We adopted a new motto around these Future Commerce ‘parts: “the future is built by the risk-takers.” Progress isn’t guaranteed; rather, the future is shaped by people who aren’t satisfied with the status-quo.
So when Adidas tweeted this picture of bare breasts (content warning: boobs) as their announcement that their new line of activewear is developed for every body, we sat up and took notice. How bold.
The spring/summer 2022 line was co-developed with Professor Joanna Wakefield-Scurr, a specialist in biomechanics and breast health, to design a line of 43 styles and 72 sizes. Wakefield-Scurr’s credentials run deep — apart from assisting the development of the new product line, she commissioned a study on the effects that clothing have on athletic performance. It turns out, quite a lot. 50% of student athletes in the study admitted to being limited due to the support their sportsbra gives them when performing.
Amy Charlton, Adidas senior product director, added that “unsupported breasts could travel an extra four miles on their own during a marathon and lead women to experience the same G force as an F1 driver.” Stresses on a woman’s body during sport require additional understanding of the mechanics of human motion, and engineering to specifically combat the ill-effects that could result from a lack of support.
The effort to introduce the new line represents a huge commitment for Adidas: from supply chain to customer data platforms to logistics.
The product engineering required to produce this line boggles the mind. Adidas, long known for its forward-thinking industrial engineering, has often applied this futuristic design to footwear, including their 4D “Futurecraft” line and their Primeknit fabrics. For Adidas to provide a women-centric line with such diversity demands applause. Forecasting and inventory planning for a launch of this size and scale should not be overlooked. (We could not find a credible source by press time to lend insight to the just-in-time nature of the production. If you know someone in Adidas supply chain that has awareness of this product line, let us know.)
How does Adidas help you to find the match and fit of the new line? Through an online quiz. The quiz, powered by Adobe Marketing Cloud, also gathers an unprecedented amount of preferential data and size data from the customer. The effort, if done right, will help Adidas to learn more about their customer and building first-party profiles over time. Not just size and shape, but in preferences for padding, support, closures, and activities.
The social media strategy to show bare breasts might have attracted a good deal of attention of the Twittersphere. But the long-term investment that Adidas is making in their customer, and using that data to power future experiences; all while supporting women of all shapes and sizes? That’s bold. Risky, even.
And the future is built by the risk-takers.
Stopped at the border: At a third location, Canadian truckers have blocked the Canadian-American border in protest, causing many automakers in the US and Canada to hit the brakes on production as they wait on parts. The protests have been fueled by objections to vaccine mandates and other COVID related restrictions. With similar protests emerging in the US and abroad, there may be a long road ahead.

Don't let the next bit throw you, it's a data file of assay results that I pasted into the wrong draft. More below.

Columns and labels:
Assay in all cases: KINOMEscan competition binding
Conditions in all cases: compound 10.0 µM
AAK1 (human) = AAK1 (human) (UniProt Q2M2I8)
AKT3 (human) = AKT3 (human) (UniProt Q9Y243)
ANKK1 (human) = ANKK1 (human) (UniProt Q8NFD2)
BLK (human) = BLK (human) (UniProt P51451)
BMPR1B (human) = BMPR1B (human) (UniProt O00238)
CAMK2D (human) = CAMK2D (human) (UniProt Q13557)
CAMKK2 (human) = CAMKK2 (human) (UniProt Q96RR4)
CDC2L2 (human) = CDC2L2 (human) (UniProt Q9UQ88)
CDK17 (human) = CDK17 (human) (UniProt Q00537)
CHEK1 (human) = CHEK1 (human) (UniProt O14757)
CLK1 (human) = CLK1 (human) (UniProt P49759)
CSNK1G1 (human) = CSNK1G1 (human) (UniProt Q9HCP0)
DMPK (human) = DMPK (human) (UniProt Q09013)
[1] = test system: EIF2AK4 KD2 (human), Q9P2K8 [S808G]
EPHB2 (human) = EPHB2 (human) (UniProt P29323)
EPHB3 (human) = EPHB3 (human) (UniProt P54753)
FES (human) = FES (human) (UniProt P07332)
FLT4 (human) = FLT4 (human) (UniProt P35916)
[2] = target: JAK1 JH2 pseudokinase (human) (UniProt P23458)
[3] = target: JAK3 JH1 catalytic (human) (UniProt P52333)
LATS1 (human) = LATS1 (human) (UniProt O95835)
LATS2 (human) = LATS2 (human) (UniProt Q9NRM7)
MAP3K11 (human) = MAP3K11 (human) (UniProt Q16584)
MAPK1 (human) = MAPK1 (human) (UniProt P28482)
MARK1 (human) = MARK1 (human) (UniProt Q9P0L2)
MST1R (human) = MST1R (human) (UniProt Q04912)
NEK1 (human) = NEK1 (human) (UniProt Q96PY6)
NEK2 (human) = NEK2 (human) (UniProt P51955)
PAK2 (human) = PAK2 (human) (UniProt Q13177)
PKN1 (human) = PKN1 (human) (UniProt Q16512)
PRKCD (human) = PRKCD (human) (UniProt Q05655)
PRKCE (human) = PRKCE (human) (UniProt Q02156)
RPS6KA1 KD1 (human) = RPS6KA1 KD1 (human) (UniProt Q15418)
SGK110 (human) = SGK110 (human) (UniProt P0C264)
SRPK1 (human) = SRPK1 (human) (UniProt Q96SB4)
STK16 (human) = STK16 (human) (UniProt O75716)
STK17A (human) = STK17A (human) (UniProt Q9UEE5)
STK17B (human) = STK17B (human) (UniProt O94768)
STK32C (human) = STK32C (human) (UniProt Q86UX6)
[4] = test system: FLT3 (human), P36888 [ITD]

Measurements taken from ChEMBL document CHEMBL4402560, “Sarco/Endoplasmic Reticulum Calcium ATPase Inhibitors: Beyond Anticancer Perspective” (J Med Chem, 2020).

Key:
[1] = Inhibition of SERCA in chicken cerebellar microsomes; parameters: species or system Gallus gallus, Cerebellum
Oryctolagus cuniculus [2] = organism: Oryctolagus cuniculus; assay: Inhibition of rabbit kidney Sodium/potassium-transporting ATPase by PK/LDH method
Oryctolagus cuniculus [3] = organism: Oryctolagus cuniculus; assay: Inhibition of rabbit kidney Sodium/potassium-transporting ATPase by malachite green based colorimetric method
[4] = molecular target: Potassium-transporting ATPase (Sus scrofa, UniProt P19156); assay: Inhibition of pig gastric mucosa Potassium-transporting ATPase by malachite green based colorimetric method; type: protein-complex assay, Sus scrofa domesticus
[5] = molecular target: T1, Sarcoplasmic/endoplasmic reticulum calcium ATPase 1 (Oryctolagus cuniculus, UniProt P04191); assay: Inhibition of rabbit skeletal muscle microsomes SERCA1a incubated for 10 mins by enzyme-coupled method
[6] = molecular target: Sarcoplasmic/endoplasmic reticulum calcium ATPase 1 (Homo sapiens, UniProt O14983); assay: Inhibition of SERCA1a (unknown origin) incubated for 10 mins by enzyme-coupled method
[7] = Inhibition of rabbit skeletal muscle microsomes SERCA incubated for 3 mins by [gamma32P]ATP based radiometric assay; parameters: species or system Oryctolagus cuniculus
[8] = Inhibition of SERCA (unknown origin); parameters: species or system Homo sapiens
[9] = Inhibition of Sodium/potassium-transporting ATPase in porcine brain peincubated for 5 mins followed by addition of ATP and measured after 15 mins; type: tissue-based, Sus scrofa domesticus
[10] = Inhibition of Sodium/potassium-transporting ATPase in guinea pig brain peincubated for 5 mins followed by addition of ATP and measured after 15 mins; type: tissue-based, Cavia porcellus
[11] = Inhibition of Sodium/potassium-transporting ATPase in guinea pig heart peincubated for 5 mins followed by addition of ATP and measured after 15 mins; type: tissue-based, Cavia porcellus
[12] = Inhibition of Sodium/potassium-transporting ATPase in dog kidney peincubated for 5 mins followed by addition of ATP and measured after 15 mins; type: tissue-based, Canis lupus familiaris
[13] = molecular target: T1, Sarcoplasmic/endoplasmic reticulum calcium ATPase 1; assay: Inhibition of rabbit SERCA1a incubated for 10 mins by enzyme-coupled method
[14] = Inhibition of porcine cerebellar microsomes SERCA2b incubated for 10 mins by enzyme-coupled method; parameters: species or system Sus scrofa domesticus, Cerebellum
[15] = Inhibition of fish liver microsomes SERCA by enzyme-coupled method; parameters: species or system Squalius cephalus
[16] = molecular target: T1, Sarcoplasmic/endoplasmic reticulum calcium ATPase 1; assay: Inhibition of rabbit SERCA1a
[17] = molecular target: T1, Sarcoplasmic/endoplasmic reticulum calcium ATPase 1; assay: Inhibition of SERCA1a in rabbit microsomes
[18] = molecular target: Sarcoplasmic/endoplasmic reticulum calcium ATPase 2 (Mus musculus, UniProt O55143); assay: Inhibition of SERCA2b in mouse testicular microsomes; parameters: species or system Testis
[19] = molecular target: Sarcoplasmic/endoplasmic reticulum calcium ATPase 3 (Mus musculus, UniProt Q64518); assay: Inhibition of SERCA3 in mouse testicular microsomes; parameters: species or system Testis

Amazon’s (un)profitability?. Historically, Amazon reinvested so heavily in its business that it took nearly 20 years to turn a profit. Amidst a price bump for their Prime service, however, recent investor earnings data show that Amazon’s most profitable operations are, indeed, advertising and AWS services. Of note, their retail business is becoming more unprofitable every quarter, starting in Q1 2020. A recent article unpacks the strategy, though it levels unfair criticism against the world’s largest retailer. Who doesn’t use profits from one area of the business to gain an unfair advantage in another? C’mon now.
More Sights & Sounds.
Tommy Hilfiger and Calvin Klein parent get a new CFO. Snoop Dogg now owns Death Row Records. Musical artists are using NFTs to monetize their work and influence. Failed business Moviepass is back on the grift, this time in web3. Watch ads to earn free movies? Isn’t that just called Hulu?
Panda Express: While this year’s Winter Olympics are on track for a record low in viewership, one thing is in high demand: an adorable panda bear named Bing Dwen Dwen, roughly translated to “Ice Chubster”. Lines are forming at Olympic merchandise stores and most folks are demanding the ice chubster.
Would you like Capital with that? DoorDash is now in the business of financing. With the launch of DoorDash Capital, eligible restaurants will be able to access interest-free cash advances through the platform. There’s a joke about “Uber for X” where X is a bank in here, but we can’t seem to find it.
The plot of Taken 4? After a jarring case of theft, the Portland Pickles baseball team is on the hunt for their mascot, Dillon T. Pickle. Local brands have rallied to offer a hefty reward on the safe return of their precious pickle.
More than a 9 to 5: All 11,000 seasonal, part-time, and full-time employees of Dollywood’s parent company, Herschend Enterprises, are eligible to register for tuition reimbursement, which provides full tuition for select programs and partial funding for an expanded set of options. This follows a similar announcement in July from Walmart, who announced a commitment of over $1 billion towards education programs for their 1.5 million employees, and another from Amazon in July 2021, offering “free college” for frontline workers.